Political Polarization and Income Inequality

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    Sep 25, 2015 6:33 PM GMT
    Since the early 1970s, American society has undergone two important parallel transformations, one political and one economic. Following a period with mild partisan divisions, post-1970s politics is increasingly characterized by an ideologically polarized party system. Similarly, the 1970s mark an end to several decades of increasing economic equality and the beginning of a trend towards greater inequality of wealth and income.

    We explore the relationship between voter partisanship and income from 1956 to 1996. We find that over this period of time partisanship has become more stratified by income. We argue that this trend is the consequence both of polarization of the parties on economic issues and increased economic inequality....

    ...polarization, but not inequality, seemed to (be) the primary factor behind the increased party-income stratification. This leaves us with an important puzzle: why did the parties polarize given the lack of a large direct effect of increased inequality on the composition of the parties?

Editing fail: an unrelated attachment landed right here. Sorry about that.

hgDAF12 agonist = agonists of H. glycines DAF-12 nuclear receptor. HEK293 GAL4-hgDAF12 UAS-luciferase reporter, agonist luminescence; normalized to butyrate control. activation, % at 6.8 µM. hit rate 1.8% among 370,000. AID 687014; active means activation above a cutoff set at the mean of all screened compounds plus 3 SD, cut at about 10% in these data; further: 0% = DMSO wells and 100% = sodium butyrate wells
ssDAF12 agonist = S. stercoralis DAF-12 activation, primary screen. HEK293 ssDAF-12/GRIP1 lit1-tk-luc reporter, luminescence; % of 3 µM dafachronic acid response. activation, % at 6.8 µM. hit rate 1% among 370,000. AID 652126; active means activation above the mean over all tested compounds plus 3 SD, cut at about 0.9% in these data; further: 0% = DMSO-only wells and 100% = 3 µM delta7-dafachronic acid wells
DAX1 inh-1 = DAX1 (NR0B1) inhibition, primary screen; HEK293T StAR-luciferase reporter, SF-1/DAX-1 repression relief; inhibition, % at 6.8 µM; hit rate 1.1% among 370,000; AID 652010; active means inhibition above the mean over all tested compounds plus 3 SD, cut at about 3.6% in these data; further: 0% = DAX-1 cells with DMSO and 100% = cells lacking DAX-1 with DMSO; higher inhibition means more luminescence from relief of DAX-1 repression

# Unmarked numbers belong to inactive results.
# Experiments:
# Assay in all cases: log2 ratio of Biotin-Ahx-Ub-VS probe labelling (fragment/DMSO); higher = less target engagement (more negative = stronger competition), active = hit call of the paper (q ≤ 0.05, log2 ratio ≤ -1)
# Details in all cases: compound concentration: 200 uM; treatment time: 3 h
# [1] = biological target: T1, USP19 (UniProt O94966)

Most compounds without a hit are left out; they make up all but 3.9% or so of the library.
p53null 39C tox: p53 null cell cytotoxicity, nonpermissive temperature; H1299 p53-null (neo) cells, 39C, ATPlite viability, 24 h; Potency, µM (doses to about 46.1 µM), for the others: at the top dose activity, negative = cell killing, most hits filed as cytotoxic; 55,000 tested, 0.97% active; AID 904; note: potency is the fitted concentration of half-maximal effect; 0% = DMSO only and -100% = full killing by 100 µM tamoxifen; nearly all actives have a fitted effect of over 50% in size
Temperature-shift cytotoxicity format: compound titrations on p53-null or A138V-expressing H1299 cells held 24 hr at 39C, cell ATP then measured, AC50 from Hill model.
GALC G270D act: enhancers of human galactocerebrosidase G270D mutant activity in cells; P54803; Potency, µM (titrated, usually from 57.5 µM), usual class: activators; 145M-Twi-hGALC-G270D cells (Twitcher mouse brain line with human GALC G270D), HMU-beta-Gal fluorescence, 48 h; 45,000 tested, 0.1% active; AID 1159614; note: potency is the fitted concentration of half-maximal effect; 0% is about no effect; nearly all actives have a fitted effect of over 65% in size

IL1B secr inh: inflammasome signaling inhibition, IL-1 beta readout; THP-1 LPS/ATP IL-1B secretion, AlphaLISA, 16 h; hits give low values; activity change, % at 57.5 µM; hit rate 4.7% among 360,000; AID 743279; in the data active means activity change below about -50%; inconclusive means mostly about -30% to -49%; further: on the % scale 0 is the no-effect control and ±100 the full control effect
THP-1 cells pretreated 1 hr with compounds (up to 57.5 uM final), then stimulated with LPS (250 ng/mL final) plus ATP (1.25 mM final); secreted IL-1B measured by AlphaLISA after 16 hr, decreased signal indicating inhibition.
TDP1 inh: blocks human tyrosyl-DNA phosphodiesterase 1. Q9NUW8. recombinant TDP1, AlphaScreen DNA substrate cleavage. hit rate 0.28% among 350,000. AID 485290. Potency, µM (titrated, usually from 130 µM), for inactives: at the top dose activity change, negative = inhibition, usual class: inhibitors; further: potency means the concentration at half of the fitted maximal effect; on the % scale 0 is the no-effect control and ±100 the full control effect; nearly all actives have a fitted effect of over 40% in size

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    Sep 25, 2015 6:35 PM GMT
    Political Polarization Has Never Been Worse, And It May Be Driving Inequality

    New York Fed economists think there may be a correlation between two problems currently plaguing the U.S.: extreme political polarization and income inequality.
    ...during the first half of the 20th century, the left-right political divide and income inequality decrease over time, while during the second half both increase over time.

    However, although the two measures take similar paths, you can see in the chart above that the inequality measure (in blue) lags several years behind the shift in polarization (in red).
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    Sep 25, 2015 6:41 PM GMT
    The first necessary condition for the phenomenon of wealth concentration to occur is an unequal initial distribution of wealth.